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Astronomers Catch A Quasar Shutting Off

This artist's rending shows "before" and "after" images of a changing look quasar. Credit: Yale University.

This artist’s rending shows “before” and “after” images of a changing look quasar. Credit: Yale University.

Last week, astronomers at Yale University reported seeing something unusual: a seemingly stedfast beacon from the far reaches of the Universe went quiet. This relic light source, a quasar located in the region of our sky known as the celestial equator, unexpectedly became 6-7 times dimmer over the first decade of the 21st century. Thanks to this dramatic change in luminosity, astronomers now have an unprecedented opportunity to study both the life cycle of quasars and the galaxies that they once called home.

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How Do Planets Go Rogue?


Some times planets just head off into the mysterious Universe all on their own, without a star to orbit. How and why do planets go rogue like this?
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What Are The Benefits Of Space Exploration?

Eugene Cernan on the lunar surface, December 13, 1972. Credit: NASA.

Eugene Cernan on the lunar surface, December 13, 1972. Credit: NASA.

Why explore space? It’s an expensive arena to play in, between the fuel costs and the technological challenge of operating in a hostile environment. For humans, a small mistake can quickly become fatal — something that we have seen several times in space history. And for NASA’s budget, there are projects that come in late and over budget, drawing the ire of Congress and the public.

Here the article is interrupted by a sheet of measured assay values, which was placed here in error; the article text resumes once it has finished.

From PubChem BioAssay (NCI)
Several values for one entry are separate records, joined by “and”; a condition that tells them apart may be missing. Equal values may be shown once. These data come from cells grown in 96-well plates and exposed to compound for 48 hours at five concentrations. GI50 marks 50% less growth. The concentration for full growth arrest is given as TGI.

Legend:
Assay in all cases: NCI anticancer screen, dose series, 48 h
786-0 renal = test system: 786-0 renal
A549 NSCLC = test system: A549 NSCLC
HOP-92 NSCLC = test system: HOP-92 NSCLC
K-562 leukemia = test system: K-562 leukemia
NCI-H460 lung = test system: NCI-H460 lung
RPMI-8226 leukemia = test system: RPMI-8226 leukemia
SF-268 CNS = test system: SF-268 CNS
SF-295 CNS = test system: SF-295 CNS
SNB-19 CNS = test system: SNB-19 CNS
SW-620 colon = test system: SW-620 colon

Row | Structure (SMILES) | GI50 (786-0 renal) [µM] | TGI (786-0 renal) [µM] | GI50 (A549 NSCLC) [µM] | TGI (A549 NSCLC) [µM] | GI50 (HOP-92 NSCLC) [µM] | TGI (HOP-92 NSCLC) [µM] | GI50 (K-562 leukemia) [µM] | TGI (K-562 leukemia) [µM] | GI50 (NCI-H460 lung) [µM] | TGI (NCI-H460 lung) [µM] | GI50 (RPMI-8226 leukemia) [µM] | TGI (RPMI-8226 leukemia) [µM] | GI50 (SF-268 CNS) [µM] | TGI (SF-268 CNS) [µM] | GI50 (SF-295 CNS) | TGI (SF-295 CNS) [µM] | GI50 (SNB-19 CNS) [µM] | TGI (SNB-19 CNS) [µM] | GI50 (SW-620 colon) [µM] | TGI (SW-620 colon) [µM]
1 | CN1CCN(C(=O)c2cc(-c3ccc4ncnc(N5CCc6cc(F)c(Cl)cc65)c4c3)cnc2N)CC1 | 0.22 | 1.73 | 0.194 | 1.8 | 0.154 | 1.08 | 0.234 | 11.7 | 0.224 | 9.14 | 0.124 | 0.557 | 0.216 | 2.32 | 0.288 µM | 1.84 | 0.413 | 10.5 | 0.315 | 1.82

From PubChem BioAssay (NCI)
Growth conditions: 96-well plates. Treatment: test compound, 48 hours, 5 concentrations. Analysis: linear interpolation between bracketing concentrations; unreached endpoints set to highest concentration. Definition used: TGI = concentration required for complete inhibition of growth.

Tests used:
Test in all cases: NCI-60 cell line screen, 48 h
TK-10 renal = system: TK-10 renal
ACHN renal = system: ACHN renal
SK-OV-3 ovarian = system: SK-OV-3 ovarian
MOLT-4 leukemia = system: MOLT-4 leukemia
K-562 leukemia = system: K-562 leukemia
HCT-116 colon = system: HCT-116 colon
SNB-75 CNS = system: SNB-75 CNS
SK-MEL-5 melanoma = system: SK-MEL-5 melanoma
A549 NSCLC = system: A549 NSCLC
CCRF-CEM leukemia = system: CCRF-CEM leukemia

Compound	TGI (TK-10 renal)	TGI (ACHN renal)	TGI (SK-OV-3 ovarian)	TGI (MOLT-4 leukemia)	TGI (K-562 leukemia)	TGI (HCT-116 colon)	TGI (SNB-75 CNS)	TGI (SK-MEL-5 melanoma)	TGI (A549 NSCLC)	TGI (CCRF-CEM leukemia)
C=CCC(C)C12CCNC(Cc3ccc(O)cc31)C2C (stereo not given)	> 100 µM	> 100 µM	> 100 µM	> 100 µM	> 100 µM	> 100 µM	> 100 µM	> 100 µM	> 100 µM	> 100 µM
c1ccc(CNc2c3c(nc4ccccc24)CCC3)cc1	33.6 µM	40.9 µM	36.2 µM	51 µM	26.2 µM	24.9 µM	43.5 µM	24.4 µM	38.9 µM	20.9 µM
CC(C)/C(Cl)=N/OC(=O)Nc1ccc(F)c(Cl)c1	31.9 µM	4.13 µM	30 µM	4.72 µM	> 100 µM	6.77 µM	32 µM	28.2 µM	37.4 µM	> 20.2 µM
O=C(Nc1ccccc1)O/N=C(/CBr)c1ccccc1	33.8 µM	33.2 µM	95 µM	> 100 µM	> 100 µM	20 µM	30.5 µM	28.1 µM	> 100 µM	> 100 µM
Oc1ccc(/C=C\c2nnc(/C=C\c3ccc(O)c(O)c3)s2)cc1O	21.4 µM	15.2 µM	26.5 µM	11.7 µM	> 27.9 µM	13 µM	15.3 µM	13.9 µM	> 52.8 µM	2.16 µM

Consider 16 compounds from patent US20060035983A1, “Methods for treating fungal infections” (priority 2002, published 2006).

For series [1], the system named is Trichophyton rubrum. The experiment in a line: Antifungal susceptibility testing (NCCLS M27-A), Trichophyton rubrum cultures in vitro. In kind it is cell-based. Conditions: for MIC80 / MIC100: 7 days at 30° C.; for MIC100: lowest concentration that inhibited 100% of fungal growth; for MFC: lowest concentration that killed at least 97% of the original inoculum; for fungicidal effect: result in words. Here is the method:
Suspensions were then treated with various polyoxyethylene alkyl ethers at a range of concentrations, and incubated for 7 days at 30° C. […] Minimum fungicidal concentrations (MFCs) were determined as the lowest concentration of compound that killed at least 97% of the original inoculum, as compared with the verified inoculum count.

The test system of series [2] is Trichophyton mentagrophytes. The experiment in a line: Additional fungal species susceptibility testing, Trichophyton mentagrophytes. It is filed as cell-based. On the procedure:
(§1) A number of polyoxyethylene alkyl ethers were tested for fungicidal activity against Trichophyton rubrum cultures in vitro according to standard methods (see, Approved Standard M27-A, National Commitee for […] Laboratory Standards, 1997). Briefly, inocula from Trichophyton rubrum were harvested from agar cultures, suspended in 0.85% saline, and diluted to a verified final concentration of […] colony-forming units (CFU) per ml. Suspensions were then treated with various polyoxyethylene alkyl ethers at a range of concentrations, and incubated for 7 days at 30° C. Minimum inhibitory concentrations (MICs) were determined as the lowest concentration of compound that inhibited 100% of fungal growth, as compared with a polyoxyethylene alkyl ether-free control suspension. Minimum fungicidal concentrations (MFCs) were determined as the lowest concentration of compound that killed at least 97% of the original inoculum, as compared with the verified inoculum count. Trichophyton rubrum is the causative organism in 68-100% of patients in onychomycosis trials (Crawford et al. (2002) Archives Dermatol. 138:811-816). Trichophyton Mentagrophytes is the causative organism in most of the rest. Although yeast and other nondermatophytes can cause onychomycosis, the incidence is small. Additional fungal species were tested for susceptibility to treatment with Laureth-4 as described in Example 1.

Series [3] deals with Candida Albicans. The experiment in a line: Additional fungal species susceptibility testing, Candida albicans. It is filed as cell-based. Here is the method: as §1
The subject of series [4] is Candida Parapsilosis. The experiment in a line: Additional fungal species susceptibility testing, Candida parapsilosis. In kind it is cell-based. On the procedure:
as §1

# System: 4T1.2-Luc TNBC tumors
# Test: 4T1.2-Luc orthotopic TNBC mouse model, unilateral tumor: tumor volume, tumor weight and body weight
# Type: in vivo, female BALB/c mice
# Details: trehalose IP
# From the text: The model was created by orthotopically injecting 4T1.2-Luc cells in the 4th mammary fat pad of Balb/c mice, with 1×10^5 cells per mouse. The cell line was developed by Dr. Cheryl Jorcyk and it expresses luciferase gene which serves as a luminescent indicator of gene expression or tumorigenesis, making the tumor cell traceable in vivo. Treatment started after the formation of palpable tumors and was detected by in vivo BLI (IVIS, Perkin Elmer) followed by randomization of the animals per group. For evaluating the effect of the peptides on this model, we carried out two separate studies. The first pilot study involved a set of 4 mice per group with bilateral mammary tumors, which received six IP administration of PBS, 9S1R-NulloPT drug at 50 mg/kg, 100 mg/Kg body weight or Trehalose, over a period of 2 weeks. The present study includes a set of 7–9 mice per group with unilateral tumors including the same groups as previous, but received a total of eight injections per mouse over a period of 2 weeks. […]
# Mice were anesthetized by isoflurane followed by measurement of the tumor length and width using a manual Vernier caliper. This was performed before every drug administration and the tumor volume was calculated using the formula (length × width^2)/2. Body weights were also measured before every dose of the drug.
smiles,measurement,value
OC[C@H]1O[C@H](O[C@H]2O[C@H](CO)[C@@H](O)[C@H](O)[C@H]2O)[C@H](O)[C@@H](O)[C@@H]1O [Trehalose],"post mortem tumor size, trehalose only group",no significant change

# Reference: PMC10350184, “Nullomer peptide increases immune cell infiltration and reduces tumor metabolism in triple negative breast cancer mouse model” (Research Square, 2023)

These are some of the drawbacks. But for the rest of this article, we will focus on some of the benefits of going where few humans have gone before.

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The first qualification motor for NASA's Space Launch System's booster is installed in ATK's test stand in Utah and is ready for a March 11 static-fire test.   Credit:  ATK

The first qualification motor for NASA’s Space Launch System’s booster is installed in ATK’s test stand in Utah and is ready for a March 11, 2015 static-fire test. Credit: ATK

The first solid rocket booster qualification motor for NASA’s mammoth new Space Launch System (SLS) rocket is aimed and ready to fire in a major ground test after NASA and ATK finished its installation at a test stand in Utah, and confirms that the pace of SLS development is gaining momentum. [click to continue…]

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Dust-covered, boulder-strewn landscape on the smaller of the two lobes of Comet 67P/Churyumov-Gerasimenko taken from a distance of 5 miles (8 km). Credit: ESA/Rosetta/MPS for OSIRIS Team MPS/UPD/LAM/IAA/SSO/INTA/UPM/DASP/IDA

A bleak yet beautiful boulder-strewn landscape on the smaller of the two lobes of Comet 67P/Churyumov-Gerasimenko taken from a distance of  just 5 miles (8 km). Credit: ESA/Rosetta/MPS for OSIRIS Team MPS/UPD/LAM/IAA/SSO/INTA/UPM/DASP/IDA

We’ve subsisted for months on morsels of information coming from ESA’s mission to Comet 67P/Churyumov-Gerasimenko. Now, a series of scientific papers in journal Science offers a much more complete, if preliminary, look at Rosetta’s comet. And what a wonderful and complex world it is. [click to continue…]

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